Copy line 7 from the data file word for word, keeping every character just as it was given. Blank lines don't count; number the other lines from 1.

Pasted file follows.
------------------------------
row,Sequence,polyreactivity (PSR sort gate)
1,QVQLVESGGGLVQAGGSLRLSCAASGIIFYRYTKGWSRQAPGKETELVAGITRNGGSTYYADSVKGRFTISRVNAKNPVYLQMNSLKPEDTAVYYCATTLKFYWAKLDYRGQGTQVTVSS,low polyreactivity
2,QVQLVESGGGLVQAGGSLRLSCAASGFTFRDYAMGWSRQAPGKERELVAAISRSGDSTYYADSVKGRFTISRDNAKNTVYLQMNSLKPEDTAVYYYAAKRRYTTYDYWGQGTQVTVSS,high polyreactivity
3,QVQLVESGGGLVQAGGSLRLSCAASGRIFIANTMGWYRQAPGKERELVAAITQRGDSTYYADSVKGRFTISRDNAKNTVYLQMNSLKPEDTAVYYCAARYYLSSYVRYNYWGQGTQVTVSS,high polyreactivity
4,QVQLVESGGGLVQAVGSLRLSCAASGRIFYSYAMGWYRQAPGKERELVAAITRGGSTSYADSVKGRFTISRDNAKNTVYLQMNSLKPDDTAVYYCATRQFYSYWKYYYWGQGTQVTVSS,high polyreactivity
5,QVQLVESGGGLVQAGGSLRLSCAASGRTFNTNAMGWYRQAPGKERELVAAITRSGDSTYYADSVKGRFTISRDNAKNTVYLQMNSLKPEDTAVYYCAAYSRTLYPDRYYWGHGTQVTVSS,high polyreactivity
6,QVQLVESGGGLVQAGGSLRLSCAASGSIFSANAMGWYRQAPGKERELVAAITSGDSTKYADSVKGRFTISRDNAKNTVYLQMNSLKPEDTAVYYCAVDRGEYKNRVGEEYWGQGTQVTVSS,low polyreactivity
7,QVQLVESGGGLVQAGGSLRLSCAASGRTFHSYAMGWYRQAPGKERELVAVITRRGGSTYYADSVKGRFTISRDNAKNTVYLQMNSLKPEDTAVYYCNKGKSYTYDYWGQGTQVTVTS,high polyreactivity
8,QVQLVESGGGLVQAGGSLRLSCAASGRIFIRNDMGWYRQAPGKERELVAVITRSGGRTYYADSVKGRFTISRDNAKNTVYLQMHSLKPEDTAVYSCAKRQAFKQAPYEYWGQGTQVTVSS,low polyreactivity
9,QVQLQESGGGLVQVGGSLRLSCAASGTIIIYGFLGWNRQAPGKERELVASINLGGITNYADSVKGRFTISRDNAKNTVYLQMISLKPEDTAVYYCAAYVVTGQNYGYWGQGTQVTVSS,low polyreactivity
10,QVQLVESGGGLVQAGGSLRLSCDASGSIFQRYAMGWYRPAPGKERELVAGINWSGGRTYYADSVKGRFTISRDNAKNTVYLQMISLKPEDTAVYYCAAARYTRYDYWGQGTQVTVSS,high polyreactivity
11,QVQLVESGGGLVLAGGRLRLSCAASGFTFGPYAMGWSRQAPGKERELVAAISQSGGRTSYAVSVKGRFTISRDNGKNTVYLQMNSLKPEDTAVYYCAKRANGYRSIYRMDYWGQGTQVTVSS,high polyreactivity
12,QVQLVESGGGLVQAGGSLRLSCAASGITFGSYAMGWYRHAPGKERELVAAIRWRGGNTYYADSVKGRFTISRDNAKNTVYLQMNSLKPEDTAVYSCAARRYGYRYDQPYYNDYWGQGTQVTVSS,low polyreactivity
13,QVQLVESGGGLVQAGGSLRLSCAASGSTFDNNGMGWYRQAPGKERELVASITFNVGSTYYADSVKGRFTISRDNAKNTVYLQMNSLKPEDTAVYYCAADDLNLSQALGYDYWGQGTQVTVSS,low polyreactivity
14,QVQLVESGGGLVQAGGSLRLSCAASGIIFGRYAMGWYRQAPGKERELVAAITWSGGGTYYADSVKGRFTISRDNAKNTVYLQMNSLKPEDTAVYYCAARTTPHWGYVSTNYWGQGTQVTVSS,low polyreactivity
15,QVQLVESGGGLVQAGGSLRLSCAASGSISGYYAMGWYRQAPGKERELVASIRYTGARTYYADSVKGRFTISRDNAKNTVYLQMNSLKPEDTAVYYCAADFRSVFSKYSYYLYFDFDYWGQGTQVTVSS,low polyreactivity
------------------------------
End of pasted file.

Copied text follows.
6,QVQLVESGGGLVQAGGSLRLSCAASGSIFSANAMGWYRQAPGKERELVAAITSGDSTKYADSVKGRFTISRDNAKNTVYLQMNSLKPEDTAVYYCAVDRGEYKNRVGEEYWGQGTQVTVSS,low polyreactivity